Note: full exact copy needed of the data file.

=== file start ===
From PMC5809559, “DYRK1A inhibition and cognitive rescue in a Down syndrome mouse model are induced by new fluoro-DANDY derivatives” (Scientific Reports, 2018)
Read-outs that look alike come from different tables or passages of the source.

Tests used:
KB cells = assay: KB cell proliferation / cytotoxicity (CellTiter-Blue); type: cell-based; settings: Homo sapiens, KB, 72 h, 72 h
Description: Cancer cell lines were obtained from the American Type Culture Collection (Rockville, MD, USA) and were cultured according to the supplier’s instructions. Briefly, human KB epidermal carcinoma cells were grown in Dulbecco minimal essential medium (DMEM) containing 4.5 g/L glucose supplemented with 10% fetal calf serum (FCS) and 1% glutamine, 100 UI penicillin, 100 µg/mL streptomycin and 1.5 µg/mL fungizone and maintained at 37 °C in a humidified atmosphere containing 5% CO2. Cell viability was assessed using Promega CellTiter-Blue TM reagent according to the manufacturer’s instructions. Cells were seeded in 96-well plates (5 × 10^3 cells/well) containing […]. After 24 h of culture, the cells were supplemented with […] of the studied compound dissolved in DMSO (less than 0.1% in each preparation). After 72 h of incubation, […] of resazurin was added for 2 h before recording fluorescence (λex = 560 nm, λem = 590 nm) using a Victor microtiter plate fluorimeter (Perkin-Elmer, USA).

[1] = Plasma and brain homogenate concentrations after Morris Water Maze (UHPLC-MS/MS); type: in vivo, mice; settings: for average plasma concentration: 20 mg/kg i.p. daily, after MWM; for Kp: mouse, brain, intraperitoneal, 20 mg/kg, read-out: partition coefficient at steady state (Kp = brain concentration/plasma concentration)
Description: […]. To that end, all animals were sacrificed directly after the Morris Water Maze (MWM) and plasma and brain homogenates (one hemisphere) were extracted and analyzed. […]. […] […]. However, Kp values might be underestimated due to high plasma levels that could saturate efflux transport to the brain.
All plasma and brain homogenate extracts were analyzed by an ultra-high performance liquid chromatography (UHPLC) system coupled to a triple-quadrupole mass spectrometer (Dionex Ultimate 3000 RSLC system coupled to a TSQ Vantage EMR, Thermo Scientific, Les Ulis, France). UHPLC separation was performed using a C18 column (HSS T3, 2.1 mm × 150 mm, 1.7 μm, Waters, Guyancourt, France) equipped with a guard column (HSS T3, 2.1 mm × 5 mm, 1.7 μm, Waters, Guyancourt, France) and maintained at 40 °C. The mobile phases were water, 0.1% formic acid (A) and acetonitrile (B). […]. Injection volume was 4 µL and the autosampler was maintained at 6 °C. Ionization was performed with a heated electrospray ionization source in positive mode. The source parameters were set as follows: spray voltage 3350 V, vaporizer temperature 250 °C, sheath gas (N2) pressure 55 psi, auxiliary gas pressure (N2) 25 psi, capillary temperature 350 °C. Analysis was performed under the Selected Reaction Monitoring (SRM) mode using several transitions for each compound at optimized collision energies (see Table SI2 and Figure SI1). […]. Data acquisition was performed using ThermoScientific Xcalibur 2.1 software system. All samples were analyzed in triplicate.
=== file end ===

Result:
From PMC5809559, “DYRK1A inhibition and cognitive rescue in a Down syndrome mouse model are induced by new fluoro-DANDY derivatives” (Scientific Reports, 2018)
Read-outs that look alike come from different tables or passages of the source.

Tests used:
KB cells = assay: KB cell proliferation / cytotoxicity (CellTiter-Blue); type: cell-based; settings: Homo sapiens, KB, 72 h, 72 h
Description: Cancer cell lines were obtained from the American Type Culture Collection (Rockville, MD, USA) and were cultured according to the supplier’s instructions. Briefly, human KB epidermal carcinoma cells were grown in Dulbecco minimal essential medium (DMEM) containing 4.5 g/L glucose supplemented with 10% fetal calf serum (FCS) and 1% glutamine, 100 UI penicillin, 100 µg/mL streptomycin and 1.5 µg/mL fungizone and maintained at 37 °C in a humidified atmosphere containing 5% CO2. Cell viability was assessed using Promega CellTiter-Blue TM reagent according to the manufacturer’s instructions. Cells were seeded in 96-well plates (5 × 10^3 cells/well) containing […]. After 24 h of culture, the cells were supplemented with […] of the studied compound dissolved in DMSO (less than 0.1% in each preparation). After 72 h of incubation, […] of resazurin was added for 2 h before recording fluorescence (λex = 560 nm, λem = 590 nm) using a Victor microtiter plate fluorimeter (Perkin-Elmer, USA).

[1] = Plasma and brain homogenate concentrations after Morris Water Maze (UHPLC-MS/MS); type: in vivo, mice; settings: for average plasma concentration: 20 mg/kg i.p. daily, after MWM; for Kp: mouse, brain, intraperitoneal, 20 mg/kg, read-out: partition coefficient at steady state (Kp = brain concentration/plasma concentration)
Description: […]. To that end, all animals were sacrificed directly after the Morris Water Maze (MWM) and plasma and brain homogenates (one hemisphere) were extracted and analyzed. […]. […] […]. However, Kp values might be underestimated due to high plasma levels that could saturate efflux transport to the brain.
All plasma and brain homogenate extracts were analyzed by an ultra-high performance liquid chromatography (UHPLC) system coupled to a triple-quadrupole mass spectrometer (Dionex Ultimate 3000 RSLC system coupled to a TSQ Vantage EMR, Thermo Scientific, Les Ulis, France). UHPLC separation was performed using a C18 column (HSS T3, 2.1 mm × 150 mm, 1.7 μm, Waters, Guyancourt, France) equipped with a guard column (HSS T3, 2.1 mm × 5 mm, 1.7 μm, Waters, Guyancourt, France) and maintained at 40 °C. The mobile phases were water, 0.1% formic acid (A) and acetonitrile (B). […]. Injection volume was 4 µL and the autosampler was maintained at 6 °C. Ionization was performed with a heated electrospray ionization source in positive mode. The source parameters were set as follows: spray voltage 3350 V, vaporizer temperature 250 °C, sheath gas (N2) pressure 55 psi, auxiliary gas pressure (N2) 25 psi, capillary temperature 350 °C. Analysis was performed under the Selected Reaction Monitoring (SRM) mode using several transitions for each compound at optimized collision energies (see Table SI2 and Figure SI1). […]. Data acquisition was performed using ThermoScientific Xcalibur 2.1 software system. All samples were analyzed in triplicate.